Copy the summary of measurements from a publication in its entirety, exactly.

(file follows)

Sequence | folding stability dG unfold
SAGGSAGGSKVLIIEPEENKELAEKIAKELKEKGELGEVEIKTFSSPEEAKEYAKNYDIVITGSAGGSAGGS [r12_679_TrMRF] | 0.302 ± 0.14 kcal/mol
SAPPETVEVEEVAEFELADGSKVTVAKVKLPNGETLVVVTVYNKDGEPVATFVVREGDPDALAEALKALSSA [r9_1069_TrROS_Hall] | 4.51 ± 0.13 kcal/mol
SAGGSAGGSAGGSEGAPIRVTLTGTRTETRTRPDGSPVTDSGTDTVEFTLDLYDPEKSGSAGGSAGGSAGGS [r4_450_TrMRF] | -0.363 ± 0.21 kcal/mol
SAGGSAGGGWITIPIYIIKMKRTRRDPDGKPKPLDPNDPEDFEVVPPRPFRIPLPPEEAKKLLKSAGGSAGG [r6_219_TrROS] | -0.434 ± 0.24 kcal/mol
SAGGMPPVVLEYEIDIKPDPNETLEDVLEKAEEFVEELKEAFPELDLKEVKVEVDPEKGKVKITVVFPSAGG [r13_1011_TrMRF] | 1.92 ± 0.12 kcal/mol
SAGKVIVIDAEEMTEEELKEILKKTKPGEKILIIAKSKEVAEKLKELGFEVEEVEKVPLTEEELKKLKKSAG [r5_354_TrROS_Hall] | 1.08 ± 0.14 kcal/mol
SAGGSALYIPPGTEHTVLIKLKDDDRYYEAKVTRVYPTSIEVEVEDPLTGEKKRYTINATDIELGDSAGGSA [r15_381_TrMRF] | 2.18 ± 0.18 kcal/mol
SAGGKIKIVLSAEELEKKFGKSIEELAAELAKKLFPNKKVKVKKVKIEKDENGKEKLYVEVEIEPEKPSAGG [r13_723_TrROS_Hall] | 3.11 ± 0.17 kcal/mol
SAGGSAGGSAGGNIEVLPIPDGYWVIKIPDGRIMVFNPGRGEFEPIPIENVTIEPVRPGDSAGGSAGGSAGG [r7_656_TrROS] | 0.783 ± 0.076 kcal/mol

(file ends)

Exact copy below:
Sequence | folding stability dG unfold
SAGGSAGGSKVLIIEPEENKELAEKIAKELKEKGELGEVEIKTFSSPEEAKEYAKNYDIVITGSAGGSAGGS [r12_679_TrMRF] | 0.302 ± 0.14 kcal/mol
SAPPETVEVEEVAEFELADGSKVTVAKVKLPNGETLVVVTVYNKDGEPVATFVVREGDPDALAEALKALSSA [r9_1069_TrROS_Hall] | 4.51 ± 0.13 kcal/mol
SAGGSAGGSAGGSEGAPIRVTLTGTRTETRTRPDGSPVTDSGTDTVEFTLDLYDPEKSGSAGGSAGGSAGGS [r4_450_TrMRF] | -0.363 ± 0.21 kcal/mol
SAGGSAGGGWITIPIYIIKMKRTRRDPDGKPKPLDPNDPEDFEVVPPRPFRIPLPPEEAKKLLKSAGGSAGG [r6_219_TrROS] | -0.434 ± 0.24 kcal/mol
SAGGMPPVVLEYEIDIKPDPNETLEDVLEKAEEFVEELKEAFPELDLKEVKVEVDPEKGKVKITVVFPSAGG [r13_1011_TrMRF] | 1.92 ± 0.12 kcal/mol
SAGKVIVIDAEEMTEEELKEILKKTKPGEKILIIAKSKEVAEKLKELGFEVEEVEKVPLTEEELKKLKKSAG [r5_354_TrROS_Hall] | 1.08 ± 0.14 kcal/mol
SAGGSALYIPPGTEHTVLIKLKDDDRYYEAKVTRVYPTSIEVEVEDPLTGEKKRYTINATDIELGDSAGGSA [r15_381_TrMRF] | 2.18 ± 0.18 kcal/mol
SAGGKIKIVLSAEELEKKFGKSIEELAAELAKKLFPNKKVKVKKVKIEKDENGKEKLYVEVEIEPEKPSAGG [r13_723_TrROS_Hall] | 3.11 ± 0.17 kcal/mol
SAGGSAGGSAGGNIEVLPIPDGYWVIKIPDGRIMVFNPGRGEFEPIPIENVTIEPVRPGDSAGGSAGGSAGG [r7_656_TrROS] | 0.783 ± 0.076 kcal/mol